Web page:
Chronicles the six-month strike at Hormel in Austin, Minnesota, in 1985-86. The local union, P-9 of the Food and Commercial Workers, overwhelmingly rejects a contract offer with a $2/hour ...
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Chronicles the six-month strike at Hormel in Austin, Minnesota, in 1985-86. The local union, P-9 of the Food and Commercial Workers, overwhelmingly rejects a contract offer with a $2/hour wage cut. They strike and hire a New York consultant to manage a national media campaign against Hormel. Despite support from P-9's rank and file, FCWU's international disagrees with the strategy. In addition to union-company tension, there's union-union in-fighting. Hormel holds firm; scabs, replacement workers, brothers on opposite sides, a union coup d'état, and a new contract materialize. The film asks, was it worth it, or was the strike a long-term disaster for organized labor?Written by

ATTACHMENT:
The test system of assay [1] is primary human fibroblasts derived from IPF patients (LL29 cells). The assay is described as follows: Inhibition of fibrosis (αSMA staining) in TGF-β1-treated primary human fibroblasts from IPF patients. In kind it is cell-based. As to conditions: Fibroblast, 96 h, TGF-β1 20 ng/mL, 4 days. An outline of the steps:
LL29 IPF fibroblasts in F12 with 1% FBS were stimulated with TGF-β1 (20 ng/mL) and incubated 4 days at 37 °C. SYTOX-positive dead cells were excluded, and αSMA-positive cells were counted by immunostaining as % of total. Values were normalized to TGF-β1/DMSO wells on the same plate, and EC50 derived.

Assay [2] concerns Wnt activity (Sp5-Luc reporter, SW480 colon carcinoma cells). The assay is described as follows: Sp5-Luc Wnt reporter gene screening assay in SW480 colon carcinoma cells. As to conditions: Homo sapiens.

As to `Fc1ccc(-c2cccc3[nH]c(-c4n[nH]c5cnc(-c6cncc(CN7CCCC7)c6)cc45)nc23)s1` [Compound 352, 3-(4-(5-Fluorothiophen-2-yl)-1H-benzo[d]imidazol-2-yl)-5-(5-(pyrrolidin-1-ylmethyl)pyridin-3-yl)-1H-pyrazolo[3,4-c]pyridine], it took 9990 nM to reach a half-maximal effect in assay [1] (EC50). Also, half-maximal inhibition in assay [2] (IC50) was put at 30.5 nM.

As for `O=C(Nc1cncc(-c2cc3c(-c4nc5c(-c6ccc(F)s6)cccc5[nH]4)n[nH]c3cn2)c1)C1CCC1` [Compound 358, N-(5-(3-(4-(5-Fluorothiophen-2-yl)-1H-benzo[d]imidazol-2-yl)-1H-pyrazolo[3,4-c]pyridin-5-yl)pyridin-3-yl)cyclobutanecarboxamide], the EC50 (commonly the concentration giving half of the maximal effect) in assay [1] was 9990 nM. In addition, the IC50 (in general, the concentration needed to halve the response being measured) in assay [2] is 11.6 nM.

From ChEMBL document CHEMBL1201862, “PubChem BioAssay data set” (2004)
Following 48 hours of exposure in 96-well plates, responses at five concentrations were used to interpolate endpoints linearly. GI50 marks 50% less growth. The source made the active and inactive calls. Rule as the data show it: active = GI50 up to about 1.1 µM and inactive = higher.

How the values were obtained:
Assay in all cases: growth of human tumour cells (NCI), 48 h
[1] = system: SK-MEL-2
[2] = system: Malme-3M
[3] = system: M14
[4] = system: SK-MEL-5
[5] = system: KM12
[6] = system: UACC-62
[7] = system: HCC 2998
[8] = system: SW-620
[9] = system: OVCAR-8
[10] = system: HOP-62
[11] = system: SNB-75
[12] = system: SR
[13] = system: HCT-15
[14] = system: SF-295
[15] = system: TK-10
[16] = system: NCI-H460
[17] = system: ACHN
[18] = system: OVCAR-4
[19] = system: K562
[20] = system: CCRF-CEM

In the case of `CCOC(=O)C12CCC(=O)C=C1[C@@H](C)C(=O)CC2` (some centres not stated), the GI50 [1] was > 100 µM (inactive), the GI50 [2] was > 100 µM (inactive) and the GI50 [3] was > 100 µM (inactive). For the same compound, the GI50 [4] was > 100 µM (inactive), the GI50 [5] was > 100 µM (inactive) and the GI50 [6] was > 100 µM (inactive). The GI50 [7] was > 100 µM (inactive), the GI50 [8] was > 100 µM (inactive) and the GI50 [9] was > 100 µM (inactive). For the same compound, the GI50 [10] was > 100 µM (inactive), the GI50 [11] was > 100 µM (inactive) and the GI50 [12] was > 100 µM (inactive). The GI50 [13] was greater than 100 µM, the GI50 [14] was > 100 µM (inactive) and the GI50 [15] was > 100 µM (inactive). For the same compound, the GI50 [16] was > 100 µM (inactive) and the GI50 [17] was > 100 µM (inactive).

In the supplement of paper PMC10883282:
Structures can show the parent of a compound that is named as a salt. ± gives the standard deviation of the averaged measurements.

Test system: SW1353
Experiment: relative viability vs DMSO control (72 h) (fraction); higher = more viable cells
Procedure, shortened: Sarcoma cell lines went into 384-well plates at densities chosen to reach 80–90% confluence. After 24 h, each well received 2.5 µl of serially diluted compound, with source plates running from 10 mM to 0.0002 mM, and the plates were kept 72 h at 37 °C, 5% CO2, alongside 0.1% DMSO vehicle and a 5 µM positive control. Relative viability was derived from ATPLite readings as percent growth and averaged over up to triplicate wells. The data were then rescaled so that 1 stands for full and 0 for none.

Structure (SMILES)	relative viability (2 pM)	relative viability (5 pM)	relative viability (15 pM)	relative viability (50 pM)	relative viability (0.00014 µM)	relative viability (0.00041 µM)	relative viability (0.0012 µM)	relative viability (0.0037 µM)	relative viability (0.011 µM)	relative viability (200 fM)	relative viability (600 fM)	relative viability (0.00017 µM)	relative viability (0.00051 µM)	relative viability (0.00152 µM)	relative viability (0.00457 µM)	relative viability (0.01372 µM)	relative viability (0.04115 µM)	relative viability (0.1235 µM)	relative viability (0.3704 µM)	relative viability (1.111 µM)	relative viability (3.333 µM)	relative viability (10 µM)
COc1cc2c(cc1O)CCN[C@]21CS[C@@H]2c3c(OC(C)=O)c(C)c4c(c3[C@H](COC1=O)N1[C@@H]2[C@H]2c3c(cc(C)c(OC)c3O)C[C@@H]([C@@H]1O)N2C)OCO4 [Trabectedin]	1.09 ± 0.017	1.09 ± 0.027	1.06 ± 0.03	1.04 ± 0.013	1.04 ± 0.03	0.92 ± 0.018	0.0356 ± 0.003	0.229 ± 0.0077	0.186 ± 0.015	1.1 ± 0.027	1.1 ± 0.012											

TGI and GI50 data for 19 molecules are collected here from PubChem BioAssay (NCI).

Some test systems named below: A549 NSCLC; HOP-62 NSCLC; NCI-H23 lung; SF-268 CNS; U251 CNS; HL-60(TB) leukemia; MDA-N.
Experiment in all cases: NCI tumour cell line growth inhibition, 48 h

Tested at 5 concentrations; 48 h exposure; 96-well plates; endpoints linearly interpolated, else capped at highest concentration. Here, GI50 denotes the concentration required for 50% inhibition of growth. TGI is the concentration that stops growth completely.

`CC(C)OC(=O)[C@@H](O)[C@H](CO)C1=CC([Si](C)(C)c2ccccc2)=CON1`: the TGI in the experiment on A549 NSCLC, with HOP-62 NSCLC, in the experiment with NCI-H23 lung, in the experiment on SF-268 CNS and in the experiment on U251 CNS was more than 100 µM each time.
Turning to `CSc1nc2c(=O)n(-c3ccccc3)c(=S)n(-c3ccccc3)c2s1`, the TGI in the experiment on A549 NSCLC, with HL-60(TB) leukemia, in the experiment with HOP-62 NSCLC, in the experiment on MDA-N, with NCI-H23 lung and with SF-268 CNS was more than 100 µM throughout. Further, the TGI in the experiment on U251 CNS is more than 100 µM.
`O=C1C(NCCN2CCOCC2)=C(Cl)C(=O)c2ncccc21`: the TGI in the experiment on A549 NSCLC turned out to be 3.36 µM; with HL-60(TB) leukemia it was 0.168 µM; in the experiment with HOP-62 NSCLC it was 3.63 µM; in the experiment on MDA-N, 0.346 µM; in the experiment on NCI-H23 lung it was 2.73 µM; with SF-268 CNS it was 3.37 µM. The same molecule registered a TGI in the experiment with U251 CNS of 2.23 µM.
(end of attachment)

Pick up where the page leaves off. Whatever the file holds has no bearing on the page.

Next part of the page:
It may at times resemble an illustrated Bruce Springsteen protest ballad, but the tragedy in Barbara Kopple's Oscar winning documentary portrait of a Minnesota meat packer's strike is too rich to ignore, not unlike the film 'Roger & Me' but without Michael Moore's self-serving humor. The story begins in the mid 1980s, when the Hormel Company in Austin, Minnesota, tried to lower wages despite showing a healthy profit, leading members of Local P-9 to ignore their parent Union and hire an rhetoric spouting outside agitator (labor 'consultant' Ray Rogers), who transformed their grievance into a noble but ultimately self-defeating grassroots crusade. Kopple herself remains more or less invisible throughout the film, but her sympathy for the renegade P-9 underdogs (and her anti-Reaganomics attitude) is obvious, and she reveals the personal and civic consequences of labor disunion with heartbreaking clarity. The strike itself may not have made headlines outside the Mid West, but the story has some devastating implications for organized labor nationwide, and beyond that supplies enough drama and character to match any Hollywood blockbuster.
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